Afghans watch television coverage announcing the killing of Al-Qaeda leader Osama bin Laden at an electronics store on May 2, 2011 in Kabul, Afghanistan.
Afghans watch television coverage announcing the killing of Al-Qaeda leader Osama bin Laden at an electronics store on May 2, 2011 in Kabul, Afghanistan. - 
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STEVE CHIOTAKIS: Let's consider for a moment the actions of the United States like, say, a corporate maneuver -- money goes out and the country expects a return on the investment.

The U.S. takes a tragic and horrific hit on 9/11 -- spends a ton of money to go out and get the people responsible. And yesterday, takes out the top guy, Osama bin Laden. So, nearly ten years later, did the money we spent get the results we wanted?

Michael O'Hanlon is a senior fellow for the Brookings Institution and specializes in defense policy. Good morning.

MICHAEL O'HANLON: Good morning. Nice to be with you.

CHIOTAKIS: All right, well how much money was thrown into the search for Osama bin Laden.

O'HANLON: That's a fascinating question. And as you know, with any issue in intelligence spending we don't really know. And all we can do is try to look at some numbers and surmise. As you're probably aware, the publicly released, or at least occasionally publicly released intelligence figure for the whole U.S. intelligence community is around $80 billion a year now. And that's a huge increase from what it had been, you know, a decade ago when it was probably more like $40 billion. Now how much of it was going after bin Laden specifically, probably a relatively modest chunk of that total. But certainly bin Laden and what happened on 9/11 contributed to an enormous increase in intelligence spending that would have to be measured in the many tens of billions of cumulative dollars by now.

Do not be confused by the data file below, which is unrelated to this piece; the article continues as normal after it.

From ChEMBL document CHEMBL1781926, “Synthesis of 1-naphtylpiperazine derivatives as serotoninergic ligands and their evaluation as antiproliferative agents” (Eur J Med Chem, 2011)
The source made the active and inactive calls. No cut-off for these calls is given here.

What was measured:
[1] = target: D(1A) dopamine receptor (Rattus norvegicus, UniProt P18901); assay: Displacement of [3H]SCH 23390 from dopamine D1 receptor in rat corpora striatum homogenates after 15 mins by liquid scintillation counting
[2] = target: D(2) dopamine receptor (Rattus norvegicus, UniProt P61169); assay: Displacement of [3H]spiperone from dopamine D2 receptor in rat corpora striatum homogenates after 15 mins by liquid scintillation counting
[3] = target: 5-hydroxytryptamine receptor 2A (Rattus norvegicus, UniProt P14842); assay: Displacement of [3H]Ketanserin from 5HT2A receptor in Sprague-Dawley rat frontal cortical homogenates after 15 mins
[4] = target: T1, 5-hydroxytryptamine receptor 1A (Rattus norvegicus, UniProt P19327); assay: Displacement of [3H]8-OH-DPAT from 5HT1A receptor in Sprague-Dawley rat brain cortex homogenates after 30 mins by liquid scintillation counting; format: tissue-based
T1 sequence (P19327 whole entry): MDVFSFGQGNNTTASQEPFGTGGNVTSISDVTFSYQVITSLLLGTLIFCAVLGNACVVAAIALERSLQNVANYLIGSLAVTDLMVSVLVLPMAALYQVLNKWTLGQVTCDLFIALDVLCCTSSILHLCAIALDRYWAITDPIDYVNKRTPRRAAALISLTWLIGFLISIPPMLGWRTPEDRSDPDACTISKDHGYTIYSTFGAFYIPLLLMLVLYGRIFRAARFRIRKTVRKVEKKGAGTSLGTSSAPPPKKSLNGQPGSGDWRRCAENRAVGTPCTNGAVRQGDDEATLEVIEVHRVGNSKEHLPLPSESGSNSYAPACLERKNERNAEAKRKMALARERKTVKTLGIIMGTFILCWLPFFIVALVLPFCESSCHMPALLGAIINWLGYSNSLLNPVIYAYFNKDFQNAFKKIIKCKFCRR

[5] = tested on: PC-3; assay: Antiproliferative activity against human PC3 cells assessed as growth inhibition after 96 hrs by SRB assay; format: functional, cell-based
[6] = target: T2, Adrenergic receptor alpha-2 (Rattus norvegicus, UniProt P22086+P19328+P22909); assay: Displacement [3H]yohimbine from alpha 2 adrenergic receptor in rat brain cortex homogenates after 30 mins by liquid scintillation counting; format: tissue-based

CHIOTAKIS: Did we get a good return on that investment do you think>

O'HANLON: Well of course the war goes on. The struggle goes on, but I think we got an enormously investment and I think probably if you figured out the hourly wage we were paying people who were doing this it was pretty modest. Because, I know some of these people and the amount of hours, the number of days and weekends and nights committed to this effort is really quite extraordinary. And so my guess is the actual bin Laden cells that were operating here were probably only in the range of tens of millions of dollars a year, not tens of billions which was the broader campaign against terrorism. And therefore I think measured in those terms, the investment was very very wise.

CHIOTAKIS: You think we're going to spend near as much money going forward as we say, over the past 10, or 15, 20 years trying to go after bin Laden?

O'HANLON: Well, I don't think that the death of bin Laden will be the key determining feature in that decision. One could try to use the death of bin Laden as a sort of a symbolic moment to say here we are, now at a time when we can pivot, but of course the president took exactly the opposite approach yesterday. and I think he was right to do that, reminding everybody that in fact the war goes on and that the implications of bin Laden's death may or may not be all that great.

CHIOTAKIS: Michael O'Hanlon is a senior fellow for the Brookings Institution. Michael thank you.

O'HANLON: My pleasure.

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